Somewhat-Related Research

Apologies for this segue into material only tangentially-related to my thesis research, but I’ve had a really exciting development in regards to my French term paper.

A professor at a neighboring college (and the director of an Early Music group I sing with) has just linked me to a project he and several other scholars undertook with help from the National Endowment for the Humanities some years ago. It’s called “Teaching the Medieval Lyric with Modern Technology” and it basically involves uploading texts, recordings, source materials, and research on composers within the wide category of French medieval lyric (everyone from the troubadors to Guillaume de Machaut.) In other words, a goldmine for the kind of material I’ll need for my term paper (and possibly my thesis.) The term paper will be focused on the one example of a woman troubador, or trobairitz, with a poem that survives with its original music. I had the honor of performing part of it last Friday, and giving an oral presentation on my own musical analysis of the song. And now it’s the focus of my term paper, and I have access to one of the original manuscripts, some scholarly papers, and recordings of the song. I’m honestly like a kid in a candy store right now.

And the best part is that the database of information will still be there if I ever need it for thesis research. I’m so grateful I showed up to rehearsal early and had the conversation with my director that ended with him sharing this project with me.

Inspiration

I was inspired to begin this project while reading one of the poems, or laisof Marie de France (111-1150) entitled “Lanval” (the notion of giving each of these lais a title was something that came around later than when Marie de France was putting them to paper, hence the quotation marks.) It features a character who embodies a mixture of masculine and feminine traits; she is identified as a female, yet she rides a horse, wears armor, and speaks in an authoritative tone (comprised of words and verb tense)–all attributes atypical of women in her time. Granted, this woman also hailed from the land of Avalon, the home of fairies and other magical figures of Arthurian legend. But her story made me wonder: was it her magic that allowed her to adopt and combine masculine and feminine traits, or was this combination part of what made her magical? Or was her gender expression entirely separate from her identity as a magical being? Were there other characters with stories like hers, and in what ways?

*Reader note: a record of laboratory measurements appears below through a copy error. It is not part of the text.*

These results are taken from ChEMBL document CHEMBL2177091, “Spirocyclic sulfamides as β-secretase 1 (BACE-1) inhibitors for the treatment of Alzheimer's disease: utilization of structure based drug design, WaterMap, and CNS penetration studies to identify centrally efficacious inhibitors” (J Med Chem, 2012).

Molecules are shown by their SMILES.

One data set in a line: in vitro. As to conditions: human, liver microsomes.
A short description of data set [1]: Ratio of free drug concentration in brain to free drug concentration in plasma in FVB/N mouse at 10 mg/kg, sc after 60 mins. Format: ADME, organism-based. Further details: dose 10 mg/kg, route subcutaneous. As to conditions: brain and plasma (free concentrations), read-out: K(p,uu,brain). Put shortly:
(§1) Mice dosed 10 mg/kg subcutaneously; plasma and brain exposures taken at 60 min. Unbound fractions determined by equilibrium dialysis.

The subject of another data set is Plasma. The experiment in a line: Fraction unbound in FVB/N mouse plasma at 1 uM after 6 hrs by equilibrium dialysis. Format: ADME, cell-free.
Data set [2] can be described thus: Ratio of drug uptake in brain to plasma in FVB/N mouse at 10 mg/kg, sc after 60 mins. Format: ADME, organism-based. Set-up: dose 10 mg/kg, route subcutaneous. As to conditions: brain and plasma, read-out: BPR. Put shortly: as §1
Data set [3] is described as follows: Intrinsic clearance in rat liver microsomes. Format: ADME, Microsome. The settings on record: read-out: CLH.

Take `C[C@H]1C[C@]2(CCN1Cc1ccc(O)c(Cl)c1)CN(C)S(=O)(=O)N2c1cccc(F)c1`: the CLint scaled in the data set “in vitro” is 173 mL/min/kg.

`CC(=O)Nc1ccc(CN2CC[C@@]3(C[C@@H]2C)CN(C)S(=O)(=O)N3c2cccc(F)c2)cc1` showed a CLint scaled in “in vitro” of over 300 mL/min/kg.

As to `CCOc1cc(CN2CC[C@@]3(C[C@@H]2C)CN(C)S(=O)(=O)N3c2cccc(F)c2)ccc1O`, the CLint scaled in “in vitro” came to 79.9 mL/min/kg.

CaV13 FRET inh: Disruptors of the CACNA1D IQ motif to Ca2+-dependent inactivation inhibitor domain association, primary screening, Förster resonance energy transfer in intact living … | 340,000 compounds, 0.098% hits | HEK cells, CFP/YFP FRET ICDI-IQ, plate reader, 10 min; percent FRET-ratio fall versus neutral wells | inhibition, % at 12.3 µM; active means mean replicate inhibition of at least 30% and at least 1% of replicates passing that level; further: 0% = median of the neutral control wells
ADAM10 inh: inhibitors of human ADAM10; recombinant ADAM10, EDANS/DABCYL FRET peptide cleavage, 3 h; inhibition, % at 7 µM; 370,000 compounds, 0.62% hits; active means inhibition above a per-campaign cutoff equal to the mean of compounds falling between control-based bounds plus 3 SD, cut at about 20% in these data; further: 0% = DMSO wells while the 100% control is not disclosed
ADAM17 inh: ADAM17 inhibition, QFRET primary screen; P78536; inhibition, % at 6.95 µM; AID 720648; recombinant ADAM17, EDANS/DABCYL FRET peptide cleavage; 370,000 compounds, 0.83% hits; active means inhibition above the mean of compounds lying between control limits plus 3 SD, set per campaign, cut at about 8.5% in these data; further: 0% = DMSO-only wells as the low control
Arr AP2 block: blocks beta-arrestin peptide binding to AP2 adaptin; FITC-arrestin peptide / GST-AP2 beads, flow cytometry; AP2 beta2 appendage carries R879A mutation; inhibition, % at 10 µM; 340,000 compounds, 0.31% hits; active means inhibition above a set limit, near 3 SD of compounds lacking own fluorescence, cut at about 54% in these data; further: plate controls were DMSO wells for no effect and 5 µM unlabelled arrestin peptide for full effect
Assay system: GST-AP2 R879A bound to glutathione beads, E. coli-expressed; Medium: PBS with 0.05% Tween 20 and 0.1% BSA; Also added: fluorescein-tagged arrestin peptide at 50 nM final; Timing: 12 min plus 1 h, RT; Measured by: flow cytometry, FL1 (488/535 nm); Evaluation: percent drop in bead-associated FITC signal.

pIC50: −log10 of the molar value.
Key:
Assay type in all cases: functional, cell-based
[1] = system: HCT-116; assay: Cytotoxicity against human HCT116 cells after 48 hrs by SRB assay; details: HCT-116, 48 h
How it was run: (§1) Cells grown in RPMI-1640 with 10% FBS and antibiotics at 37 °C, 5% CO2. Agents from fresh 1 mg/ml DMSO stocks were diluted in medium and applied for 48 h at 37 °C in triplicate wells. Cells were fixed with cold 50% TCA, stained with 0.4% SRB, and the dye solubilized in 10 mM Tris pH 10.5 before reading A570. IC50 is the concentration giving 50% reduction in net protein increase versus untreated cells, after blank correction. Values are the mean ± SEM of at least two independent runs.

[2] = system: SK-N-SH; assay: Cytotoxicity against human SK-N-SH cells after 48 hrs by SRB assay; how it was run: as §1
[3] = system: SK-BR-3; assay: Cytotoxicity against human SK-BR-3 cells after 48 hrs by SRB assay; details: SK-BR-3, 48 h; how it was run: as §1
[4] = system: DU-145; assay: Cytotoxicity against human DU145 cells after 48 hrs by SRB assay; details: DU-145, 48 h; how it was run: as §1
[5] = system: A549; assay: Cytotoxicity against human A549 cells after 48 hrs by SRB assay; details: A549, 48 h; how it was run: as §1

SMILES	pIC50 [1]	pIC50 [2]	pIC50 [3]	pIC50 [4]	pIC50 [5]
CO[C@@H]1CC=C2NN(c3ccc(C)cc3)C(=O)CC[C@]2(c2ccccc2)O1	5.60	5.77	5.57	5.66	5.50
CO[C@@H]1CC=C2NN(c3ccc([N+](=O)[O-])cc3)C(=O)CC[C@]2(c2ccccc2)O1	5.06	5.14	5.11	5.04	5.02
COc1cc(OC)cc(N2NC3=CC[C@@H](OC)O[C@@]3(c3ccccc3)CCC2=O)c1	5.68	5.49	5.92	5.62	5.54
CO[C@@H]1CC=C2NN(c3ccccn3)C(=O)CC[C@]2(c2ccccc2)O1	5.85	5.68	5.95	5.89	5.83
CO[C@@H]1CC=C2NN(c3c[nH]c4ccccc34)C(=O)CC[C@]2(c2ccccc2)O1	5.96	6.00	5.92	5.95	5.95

Once I had been introduced to this woman’s story, more and more examples of masculinity and femininity coexisting in single entities appeared during my studies. In another of Marie de France’s lais, there was a female deer with antlers who prophesied misfortune for the hero of the story. In prose works, there are several instances in which the bodies of characters identified as women are physically changed so that they present as men. And there are numerous moments within the sung poetry of the first women composers of France where they adopt the roles typically assigned to men composing during the time. Exciting stuff!

My mission now is to gather as many instances of this kind that I can find and hopefully draw conclusions not only on the conceptions of binary gender identities in France at the time, but the general opinion of gender identities that fell outside of the binary. Have you come across anything like this in work from the Middle Ages in France? Do you know of anyone who might have done so? Recommendations are more than welcome! Thanks!

So what is this project?

It’s an attempt at bridging the arbitrary gaps between my fields of academic interest and creating something of importance to me personally, to my college, and to interdisciplinary scholarship in general. I believe that this project has the potential to be relevant to today’s world, but I flatter myself to think it will ever reach that level.

For now, it’s an enquiry into the body of work composed in France during the period known as the Middle Ages, or le Moyen Âge. This includes prose, poetry, and poetry set to music–where I will focus within this body of work remains to be seen. I will be combing the work of this place and time in search of instances of gender role reversal, androgyny, and other cross-gender behavior. I use the term “cross-gender” rather than “transgender” because the latter has come to refer to an identity which I doubt will be reflected in all of the material I include in my thesis. I welcome your feedback on the term and suggestions for improving it, as well as any other questions you may have!